But the reality is that unpleasant things, even dark and evil things, populate our world. I was reminded of this today as I listened to a writer talk about his novel. I admire this man. He's a talented writer and the subject of his book is not a light topic. It's one that makes us shiver, one that makes us cringe. He spoke eloquently about how difficult it was to write the book, because it was personally painful for him. Yet he persevered because he believed the story had to be told.
He also said that he's been asked why the book doesn't emphasize the dark side of the topic more. He's been criticized for stopping too soon as the story exposed the evil. But he said "that wasn't all there was to the story - that's not what it's about. It's about redemption, reconciliation and healing. It's about the human capacity to reclaim ourselves."
As I listened to this man read from his book, I was moved not only by the beauty of the language but by the reality that the darkness will never win. Because it is in the darkness that the light shines bright. It is in the darkness that the light draws attention to itself. I've seen this firsthand in hospital corridors where the bravery of the human spirit shines forth. I've seen it in a jungle where fear and bondage are broken by the truth. I've seen it in the eyes of an abused child who comes to believe at last that she is loved by an almighty God.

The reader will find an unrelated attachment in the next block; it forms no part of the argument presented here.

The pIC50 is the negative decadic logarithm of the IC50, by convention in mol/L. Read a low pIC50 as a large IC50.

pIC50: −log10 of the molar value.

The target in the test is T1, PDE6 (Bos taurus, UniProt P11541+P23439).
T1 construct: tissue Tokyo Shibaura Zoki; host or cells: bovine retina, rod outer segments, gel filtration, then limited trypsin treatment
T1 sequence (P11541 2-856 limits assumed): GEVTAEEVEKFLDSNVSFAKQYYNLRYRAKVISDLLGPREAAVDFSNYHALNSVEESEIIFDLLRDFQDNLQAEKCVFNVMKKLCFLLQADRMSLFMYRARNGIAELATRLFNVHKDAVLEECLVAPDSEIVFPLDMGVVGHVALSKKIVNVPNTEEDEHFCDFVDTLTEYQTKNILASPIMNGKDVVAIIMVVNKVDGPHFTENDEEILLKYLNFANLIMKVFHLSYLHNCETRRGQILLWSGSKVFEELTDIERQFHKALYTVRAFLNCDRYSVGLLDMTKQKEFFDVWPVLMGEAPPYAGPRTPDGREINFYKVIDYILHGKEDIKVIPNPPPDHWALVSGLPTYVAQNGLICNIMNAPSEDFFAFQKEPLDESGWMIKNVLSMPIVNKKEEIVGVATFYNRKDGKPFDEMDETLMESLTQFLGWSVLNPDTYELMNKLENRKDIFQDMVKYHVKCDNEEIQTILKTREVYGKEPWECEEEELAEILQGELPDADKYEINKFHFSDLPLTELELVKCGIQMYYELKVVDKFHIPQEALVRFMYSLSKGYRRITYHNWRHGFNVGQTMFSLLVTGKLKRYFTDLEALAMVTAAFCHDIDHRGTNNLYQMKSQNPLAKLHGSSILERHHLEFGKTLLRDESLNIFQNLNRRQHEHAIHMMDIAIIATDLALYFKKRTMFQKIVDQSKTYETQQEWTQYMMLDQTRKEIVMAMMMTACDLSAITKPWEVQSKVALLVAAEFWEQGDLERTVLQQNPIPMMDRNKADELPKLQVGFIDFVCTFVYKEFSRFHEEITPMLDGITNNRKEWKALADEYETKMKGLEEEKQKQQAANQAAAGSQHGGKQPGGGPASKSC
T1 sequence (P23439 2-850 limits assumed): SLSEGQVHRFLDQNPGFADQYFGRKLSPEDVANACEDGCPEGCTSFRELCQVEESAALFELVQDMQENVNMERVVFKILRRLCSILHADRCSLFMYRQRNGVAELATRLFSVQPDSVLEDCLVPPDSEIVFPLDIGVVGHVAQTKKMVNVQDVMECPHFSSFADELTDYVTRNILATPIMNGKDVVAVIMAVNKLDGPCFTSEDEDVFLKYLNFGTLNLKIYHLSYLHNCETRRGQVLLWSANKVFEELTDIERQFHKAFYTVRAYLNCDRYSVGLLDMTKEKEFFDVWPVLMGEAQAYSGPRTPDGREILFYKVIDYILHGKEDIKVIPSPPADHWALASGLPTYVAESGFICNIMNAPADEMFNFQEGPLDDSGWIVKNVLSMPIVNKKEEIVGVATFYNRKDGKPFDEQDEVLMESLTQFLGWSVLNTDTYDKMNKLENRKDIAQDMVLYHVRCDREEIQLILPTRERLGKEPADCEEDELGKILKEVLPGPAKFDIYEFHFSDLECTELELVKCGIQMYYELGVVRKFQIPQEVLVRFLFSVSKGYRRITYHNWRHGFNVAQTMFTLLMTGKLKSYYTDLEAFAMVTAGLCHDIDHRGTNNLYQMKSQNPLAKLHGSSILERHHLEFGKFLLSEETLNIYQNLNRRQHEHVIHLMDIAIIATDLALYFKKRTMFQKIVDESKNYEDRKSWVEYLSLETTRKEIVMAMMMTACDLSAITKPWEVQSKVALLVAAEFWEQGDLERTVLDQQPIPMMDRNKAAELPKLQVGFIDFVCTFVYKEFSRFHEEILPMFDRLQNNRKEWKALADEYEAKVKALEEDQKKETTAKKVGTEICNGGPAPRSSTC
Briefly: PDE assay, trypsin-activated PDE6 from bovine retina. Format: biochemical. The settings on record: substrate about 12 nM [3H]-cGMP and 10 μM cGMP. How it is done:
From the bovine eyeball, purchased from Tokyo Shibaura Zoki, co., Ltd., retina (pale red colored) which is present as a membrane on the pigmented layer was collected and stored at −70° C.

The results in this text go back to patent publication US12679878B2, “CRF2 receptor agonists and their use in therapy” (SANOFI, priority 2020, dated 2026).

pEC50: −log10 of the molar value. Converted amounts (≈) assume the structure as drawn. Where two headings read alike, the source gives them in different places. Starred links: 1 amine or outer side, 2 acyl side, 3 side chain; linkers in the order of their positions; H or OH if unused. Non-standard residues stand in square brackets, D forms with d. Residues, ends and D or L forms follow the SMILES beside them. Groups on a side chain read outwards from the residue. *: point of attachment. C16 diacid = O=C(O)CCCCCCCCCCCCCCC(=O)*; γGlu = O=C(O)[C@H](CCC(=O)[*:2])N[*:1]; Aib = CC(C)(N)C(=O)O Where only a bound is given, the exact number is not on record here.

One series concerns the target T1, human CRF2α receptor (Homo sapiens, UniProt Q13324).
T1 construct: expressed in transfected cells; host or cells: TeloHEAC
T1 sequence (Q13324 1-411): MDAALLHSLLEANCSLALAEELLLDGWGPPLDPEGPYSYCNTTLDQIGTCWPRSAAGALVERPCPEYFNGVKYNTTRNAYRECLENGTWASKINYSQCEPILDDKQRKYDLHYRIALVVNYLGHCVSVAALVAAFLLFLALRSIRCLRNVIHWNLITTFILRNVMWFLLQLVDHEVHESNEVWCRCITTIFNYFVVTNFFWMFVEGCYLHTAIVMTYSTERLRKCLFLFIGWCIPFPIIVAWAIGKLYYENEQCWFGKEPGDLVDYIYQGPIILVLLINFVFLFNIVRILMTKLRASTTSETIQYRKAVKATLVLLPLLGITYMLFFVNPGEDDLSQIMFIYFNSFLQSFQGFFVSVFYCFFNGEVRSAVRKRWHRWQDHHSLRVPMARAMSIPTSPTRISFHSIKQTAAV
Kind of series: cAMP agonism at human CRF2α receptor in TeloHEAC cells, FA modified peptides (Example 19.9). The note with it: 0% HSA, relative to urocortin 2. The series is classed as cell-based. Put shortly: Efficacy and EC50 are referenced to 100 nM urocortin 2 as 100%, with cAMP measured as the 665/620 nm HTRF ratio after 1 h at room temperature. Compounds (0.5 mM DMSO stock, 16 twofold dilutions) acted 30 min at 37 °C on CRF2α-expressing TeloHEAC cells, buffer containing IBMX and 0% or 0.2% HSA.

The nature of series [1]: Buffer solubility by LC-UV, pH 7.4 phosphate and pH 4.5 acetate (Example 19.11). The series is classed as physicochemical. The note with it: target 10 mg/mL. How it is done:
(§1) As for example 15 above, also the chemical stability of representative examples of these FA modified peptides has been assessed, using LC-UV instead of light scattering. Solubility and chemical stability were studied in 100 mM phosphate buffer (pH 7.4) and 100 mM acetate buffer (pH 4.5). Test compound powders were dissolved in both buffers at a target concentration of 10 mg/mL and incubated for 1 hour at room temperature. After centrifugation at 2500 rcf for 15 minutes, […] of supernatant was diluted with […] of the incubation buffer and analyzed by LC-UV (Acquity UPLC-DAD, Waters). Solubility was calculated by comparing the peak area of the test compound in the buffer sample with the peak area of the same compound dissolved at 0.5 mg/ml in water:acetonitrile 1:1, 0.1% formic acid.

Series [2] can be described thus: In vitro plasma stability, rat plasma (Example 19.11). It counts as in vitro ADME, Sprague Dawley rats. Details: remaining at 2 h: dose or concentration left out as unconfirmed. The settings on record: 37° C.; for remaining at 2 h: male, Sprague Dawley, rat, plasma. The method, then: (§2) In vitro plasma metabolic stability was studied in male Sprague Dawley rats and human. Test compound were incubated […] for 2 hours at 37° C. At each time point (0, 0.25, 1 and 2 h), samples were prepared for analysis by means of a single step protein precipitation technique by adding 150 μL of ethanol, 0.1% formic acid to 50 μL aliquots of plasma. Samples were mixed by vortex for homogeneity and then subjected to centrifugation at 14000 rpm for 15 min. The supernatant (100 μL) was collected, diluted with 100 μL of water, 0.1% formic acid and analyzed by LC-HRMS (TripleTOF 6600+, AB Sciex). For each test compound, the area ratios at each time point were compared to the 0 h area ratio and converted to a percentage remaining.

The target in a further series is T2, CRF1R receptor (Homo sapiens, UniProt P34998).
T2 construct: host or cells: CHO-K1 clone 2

So now I'm thankful for those dark trees across from my house. They are reminders that when life turns dark, when evil and chaos seems to be winning, the light will always reveal itself. God's truth will be made known and the nobility of the human spirit will shine through because it is made in God's image.
And I'm thankful that, as Carolyn Arends sings, "Love was here first." God's design was for beauty and order and harmony. All the brokenness that sin brought into the world so long ago cannot change that. Nor can it change the fact that love will triumph in the end. I'm thankful that I have seen the light of this love even though I've had to sometimes endure the darkness in order to understand the depth of it.
“The people walking in darkness have seen a great light; on those living in the land of deep darkness a light has dawned.” Isaiah 9:2
Marcia Lee Laycock lives and writes in Central Alberta Canada where she lives with her husband and two golden retrievers. Her work has appeared in print in both Canada and the U.S. and in many places on the world wide web. Visit her website to learn more about her writing and speaking ministry.
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